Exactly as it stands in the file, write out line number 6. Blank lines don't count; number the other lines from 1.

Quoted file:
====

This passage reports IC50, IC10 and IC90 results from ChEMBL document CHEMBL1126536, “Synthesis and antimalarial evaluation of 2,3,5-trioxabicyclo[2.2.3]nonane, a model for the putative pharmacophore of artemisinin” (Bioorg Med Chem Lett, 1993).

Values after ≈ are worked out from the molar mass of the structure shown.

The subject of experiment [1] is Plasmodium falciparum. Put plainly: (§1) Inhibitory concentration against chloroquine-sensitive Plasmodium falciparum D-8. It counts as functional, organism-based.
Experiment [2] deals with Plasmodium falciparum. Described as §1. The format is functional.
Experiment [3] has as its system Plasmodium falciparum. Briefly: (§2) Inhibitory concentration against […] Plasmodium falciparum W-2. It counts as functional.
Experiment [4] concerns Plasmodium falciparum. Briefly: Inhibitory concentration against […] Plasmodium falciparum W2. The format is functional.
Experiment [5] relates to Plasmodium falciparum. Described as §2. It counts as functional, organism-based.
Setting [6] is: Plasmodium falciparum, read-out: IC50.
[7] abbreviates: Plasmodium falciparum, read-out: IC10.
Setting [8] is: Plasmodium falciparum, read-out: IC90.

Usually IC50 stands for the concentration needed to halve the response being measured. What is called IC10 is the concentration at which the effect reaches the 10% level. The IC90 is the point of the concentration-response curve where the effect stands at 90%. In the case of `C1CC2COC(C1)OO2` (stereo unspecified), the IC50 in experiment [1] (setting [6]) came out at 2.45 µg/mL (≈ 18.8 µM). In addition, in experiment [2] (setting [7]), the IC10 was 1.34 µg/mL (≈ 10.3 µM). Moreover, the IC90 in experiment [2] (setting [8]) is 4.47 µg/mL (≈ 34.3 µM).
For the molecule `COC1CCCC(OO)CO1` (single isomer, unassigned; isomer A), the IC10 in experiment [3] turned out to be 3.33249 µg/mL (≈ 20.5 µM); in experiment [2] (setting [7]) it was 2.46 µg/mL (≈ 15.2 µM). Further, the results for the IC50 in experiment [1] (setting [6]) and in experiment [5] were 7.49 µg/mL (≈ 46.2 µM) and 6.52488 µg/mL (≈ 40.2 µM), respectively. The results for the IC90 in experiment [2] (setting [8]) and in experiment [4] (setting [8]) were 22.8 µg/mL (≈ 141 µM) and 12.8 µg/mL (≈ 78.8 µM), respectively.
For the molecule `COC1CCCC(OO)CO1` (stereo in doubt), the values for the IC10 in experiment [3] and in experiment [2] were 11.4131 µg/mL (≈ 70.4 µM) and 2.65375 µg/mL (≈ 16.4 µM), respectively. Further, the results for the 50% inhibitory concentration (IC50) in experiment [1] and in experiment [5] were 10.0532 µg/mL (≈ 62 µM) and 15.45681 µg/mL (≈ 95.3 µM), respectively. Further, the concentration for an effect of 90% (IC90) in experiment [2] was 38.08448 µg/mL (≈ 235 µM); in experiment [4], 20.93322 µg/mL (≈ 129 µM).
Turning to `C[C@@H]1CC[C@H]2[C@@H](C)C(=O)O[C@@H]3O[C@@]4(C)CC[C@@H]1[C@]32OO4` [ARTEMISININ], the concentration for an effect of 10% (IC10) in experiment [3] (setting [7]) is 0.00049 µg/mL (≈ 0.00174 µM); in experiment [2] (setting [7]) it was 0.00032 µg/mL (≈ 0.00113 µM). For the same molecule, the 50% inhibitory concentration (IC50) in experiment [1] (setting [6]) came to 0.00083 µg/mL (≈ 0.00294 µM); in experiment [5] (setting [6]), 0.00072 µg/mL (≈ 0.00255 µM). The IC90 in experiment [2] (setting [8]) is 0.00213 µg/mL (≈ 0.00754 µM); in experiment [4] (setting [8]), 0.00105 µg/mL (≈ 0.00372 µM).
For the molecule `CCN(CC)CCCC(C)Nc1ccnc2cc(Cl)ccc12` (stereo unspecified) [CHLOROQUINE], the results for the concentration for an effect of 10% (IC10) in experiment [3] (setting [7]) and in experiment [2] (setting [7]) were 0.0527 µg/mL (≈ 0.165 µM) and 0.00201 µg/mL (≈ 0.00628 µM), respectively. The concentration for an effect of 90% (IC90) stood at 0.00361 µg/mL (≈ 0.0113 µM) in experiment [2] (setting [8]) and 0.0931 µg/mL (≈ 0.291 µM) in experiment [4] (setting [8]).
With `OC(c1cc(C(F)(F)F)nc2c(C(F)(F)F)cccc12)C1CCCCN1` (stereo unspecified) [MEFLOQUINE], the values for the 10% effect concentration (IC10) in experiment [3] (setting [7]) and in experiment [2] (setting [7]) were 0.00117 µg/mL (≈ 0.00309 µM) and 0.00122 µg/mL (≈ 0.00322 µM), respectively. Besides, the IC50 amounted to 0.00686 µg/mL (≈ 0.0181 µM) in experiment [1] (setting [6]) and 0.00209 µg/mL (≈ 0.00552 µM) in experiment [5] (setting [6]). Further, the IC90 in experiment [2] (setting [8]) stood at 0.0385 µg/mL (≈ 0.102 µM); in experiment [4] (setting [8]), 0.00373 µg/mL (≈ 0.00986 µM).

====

Experiment [4] concerns Plasmodium falciparum. Briefly: Inhibitory concentration against […] Plasmodium falciparum W2. The format is functional.